Phone rings. It is my elderly neighbour, ‘Can you get your cat off the roof of my summer house. She is trying to get the baby birds in my nesting box. I can’t get up to chase her away.’
‘I’ll be right over.’ I’m off leaping over the small chain fence that separates the two houses at the front and dashing through her side gate to recover Mrs Mischievous.
Dangling over the side of the summer house I find her precariously hanging from the roof. Her paw reaching for the top of the nesting box.
Four years ago, I had a call from a distraught friend. ‘My beautiful cat has died leaving five four-week-old kittens that I am having to bottle feed every four hours and with my young son I am just exhausted can you take two of the kittens.’
‘No,’ comes Max’s response. So, of course, we adopted them.
Oh, Max is my long-term live-in boyfriend whose amicable ways often leave him floundering amongst the chaos in our household. Between us we have five children so it can get a little manic.
I spent the afternoon with the nurse at the Vet’s surgery learning how look after them and with Max’s young son went to collect my precious charges. The nurse told me that they will see me as their mother because we have them from such a young age.
Now, I access my parental power and demand she jumps down from the roof. She looks at me in a challenging fashion and after a little persuasion, i.e., me flailing my hands at her and reasoning that this is not a good move, she obliges. I sweep her up upon impact with the ground and throw her onto my shoulder, as I give my neighbour a reassuring wave through the window.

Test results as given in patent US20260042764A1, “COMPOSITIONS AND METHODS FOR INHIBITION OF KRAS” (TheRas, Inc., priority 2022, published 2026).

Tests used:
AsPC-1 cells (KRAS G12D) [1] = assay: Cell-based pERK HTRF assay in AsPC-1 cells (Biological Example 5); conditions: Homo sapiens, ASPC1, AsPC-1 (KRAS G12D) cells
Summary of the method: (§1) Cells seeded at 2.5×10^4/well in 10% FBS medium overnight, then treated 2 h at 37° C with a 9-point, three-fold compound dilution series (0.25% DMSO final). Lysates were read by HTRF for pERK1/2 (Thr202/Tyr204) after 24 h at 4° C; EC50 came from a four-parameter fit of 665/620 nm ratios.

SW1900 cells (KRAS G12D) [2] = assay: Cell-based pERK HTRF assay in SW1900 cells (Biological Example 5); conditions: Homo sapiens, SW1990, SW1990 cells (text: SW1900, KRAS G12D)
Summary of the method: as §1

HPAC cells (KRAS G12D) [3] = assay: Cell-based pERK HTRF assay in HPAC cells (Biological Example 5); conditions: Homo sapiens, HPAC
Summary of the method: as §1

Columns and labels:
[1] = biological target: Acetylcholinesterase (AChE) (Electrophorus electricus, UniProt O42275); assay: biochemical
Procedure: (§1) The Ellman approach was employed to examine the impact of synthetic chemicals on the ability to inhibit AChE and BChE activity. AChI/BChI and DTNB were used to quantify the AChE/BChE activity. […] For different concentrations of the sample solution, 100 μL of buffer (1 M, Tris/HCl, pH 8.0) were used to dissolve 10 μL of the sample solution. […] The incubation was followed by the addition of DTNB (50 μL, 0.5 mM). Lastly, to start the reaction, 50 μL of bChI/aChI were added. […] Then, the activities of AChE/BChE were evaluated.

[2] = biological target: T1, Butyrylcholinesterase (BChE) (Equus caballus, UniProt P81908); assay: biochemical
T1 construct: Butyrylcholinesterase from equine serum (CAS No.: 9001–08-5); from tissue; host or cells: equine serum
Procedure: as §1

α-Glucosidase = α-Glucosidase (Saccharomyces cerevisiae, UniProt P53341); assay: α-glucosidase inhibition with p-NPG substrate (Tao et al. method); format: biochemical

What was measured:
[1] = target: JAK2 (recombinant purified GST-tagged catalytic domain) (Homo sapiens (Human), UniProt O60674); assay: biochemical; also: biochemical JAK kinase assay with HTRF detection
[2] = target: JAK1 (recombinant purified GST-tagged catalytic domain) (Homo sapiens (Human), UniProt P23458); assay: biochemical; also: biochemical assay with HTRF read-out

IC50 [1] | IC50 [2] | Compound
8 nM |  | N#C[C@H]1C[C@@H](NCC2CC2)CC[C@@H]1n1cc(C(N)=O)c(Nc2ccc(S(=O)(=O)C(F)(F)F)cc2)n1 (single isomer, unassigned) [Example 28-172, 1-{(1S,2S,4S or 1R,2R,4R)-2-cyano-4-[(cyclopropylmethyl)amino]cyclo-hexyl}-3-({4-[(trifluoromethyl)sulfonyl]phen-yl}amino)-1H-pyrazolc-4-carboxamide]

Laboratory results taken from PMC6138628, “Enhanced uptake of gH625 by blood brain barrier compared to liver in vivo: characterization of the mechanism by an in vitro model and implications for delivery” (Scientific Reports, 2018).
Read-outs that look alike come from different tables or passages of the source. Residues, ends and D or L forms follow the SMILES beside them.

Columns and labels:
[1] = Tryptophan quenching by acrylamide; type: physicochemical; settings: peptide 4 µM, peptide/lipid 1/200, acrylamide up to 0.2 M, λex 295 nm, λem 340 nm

With her wriggling in my arms, I hightail it back to my house and shut the front door. She immediately exits through the cat flap and heads over the fence to resurrect her game. I am off at high speed to repeat the previous scenario.
This time I shut the laundry door so she can’t get out before gently placing her on the kitchen floor and explaining that we don’t eat birds particularly those that will upset the neighbour.
She looks thunderously at me, her game spoiled, and I know she is in full disagreement.
I wake up from a little afternoon snooze. There is a voice mail on my phone from the neighbour, ‘Can you watch the bird house for me whilst I go out with my husband to get barbed wire to make a cage around the bird house to keep your cats away.’
Their car is gone from their driveway and my heart freezes. The message was left an hour ago.
I begin racing around the house cat counting. Mrs Tiggywinks is asleep on the foot stool, Mrs Mischievous asleep on my bed where I had left her. My movement has disturbed them and they both exit the house through the cat flap. I sit on the back veranda, watching their movements. I think, ‘Not on my watch, you won’t!’
The grass is long in our back yard. It is early spring and we have chosen not to mow yet preferring the flowers on the weeds in the grass to feed the bees before the garden boarders produce sustenance for them. I lose sight of my charges and search.
As Mrs Tiggywinks, a really large cat of huge power and strength, heads over the neighbour’s fence, presumably with the intention of playing swat the birds as they pop in and out of bird house, I leap into action.